From this article
Another theory is that yawning is another way for bodies to thermoregulate, via the action of neurotransmitters. Serotonin is an important neurotransmitter in the regulation of skin blood flow, and the thermoregulation this blood flow does. Increases of serotonin have been shown to increase body and brain temperatures, a change that causes the body to trigger more yawns, in an attempt to cool itself. The effects of serotonin on thermoregulation are especially obvious in the case of patients who suffer from serotonin syndrome, a condition caused by an excess of serotonin in their systems, usually from taking several serotonin-affecting drugs in tandem. Some of the biggest signs of serotonin syndrome are hyperthermia, shivering, sweating and vasoconstriction. This process is also obvious to SSRI (selective serotonin reuptake inhibitor) or SNRI (selective serotonin and norepinephrine reuptake inhibitor) users who experience a relatively (~11%) common side effect of the medications- excessive yawning. While the users may not be aware of it, the increased serotonin levels in their body increases its temperature, and therefore its yawn rate.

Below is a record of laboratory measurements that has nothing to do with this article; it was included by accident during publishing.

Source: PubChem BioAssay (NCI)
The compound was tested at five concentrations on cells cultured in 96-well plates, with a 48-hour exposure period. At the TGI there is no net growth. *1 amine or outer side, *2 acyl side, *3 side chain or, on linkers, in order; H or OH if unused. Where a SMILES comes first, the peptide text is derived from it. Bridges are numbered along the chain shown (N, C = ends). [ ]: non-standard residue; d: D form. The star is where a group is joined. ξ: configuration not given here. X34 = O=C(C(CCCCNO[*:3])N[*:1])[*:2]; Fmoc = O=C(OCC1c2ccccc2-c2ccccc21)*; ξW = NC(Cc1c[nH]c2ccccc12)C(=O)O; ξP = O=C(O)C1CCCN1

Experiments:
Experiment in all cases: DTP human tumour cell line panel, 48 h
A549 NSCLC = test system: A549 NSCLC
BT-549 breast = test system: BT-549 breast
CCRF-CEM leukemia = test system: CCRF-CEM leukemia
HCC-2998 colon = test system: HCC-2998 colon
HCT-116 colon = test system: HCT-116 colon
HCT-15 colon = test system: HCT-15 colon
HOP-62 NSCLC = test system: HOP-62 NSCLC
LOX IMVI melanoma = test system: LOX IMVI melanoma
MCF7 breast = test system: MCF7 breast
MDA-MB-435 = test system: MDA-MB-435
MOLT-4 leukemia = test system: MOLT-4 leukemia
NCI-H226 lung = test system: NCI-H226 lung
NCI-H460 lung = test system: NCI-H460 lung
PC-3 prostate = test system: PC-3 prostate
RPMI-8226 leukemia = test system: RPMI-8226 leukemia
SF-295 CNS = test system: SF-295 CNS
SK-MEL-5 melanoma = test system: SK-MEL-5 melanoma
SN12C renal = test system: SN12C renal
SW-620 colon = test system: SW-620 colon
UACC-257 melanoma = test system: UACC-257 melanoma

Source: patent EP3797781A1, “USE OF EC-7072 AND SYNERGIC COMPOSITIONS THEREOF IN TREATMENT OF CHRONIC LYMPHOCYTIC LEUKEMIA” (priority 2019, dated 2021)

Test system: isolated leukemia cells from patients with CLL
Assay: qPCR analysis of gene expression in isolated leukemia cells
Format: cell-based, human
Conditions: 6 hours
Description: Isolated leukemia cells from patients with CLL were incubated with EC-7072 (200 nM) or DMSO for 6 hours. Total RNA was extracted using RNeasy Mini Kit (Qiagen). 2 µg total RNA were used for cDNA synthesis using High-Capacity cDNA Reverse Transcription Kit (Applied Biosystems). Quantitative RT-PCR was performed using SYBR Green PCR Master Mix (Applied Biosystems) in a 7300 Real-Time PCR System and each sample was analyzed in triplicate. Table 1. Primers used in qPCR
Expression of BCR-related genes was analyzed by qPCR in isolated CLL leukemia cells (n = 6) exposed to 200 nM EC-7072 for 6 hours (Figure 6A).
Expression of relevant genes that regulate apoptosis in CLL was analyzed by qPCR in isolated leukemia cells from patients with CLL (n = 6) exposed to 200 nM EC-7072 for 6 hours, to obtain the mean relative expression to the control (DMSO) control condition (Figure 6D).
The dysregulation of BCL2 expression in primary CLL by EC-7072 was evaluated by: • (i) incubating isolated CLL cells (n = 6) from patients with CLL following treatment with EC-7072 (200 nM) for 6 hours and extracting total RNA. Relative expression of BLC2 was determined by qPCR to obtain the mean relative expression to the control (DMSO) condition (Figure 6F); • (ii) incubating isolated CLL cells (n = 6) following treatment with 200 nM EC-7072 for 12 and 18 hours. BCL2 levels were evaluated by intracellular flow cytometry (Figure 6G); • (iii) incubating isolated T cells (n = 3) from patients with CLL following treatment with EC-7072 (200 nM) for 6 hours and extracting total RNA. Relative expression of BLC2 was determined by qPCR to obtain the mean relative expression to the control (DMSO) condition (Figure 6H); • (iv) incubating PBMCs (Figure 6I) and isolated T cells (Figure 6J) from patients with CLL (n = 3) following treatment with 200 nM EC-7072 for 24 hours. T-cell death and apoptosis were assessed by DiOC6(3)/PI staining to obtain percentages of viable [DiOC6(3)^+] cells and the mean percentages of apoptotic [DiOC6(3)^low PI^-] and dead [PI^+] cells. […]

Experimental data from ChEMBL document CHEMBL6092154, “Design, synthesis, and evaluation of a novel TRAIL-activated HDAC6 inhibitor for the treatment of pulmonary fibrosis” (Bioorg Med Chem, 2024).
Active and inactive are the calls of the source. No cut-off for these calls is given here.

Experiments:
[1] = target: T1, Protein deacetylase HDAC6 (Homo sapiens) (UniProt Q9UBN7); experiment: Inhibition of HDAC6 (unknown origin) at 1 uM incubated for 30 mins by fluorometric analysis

Harvard has a similiar theory but this is more related to brain cooling One novel theory is that yawning cools the brain, helping keep it at the right temperature for optimal function. In an old study in the journal Evolutionary Psychology, researchers reported that subjects who cooled their brains by breathing through their noses or holding cold packs to their foreheads — proven brain-cooling strategies — were less likely to yawn when shown videos of other people yawning.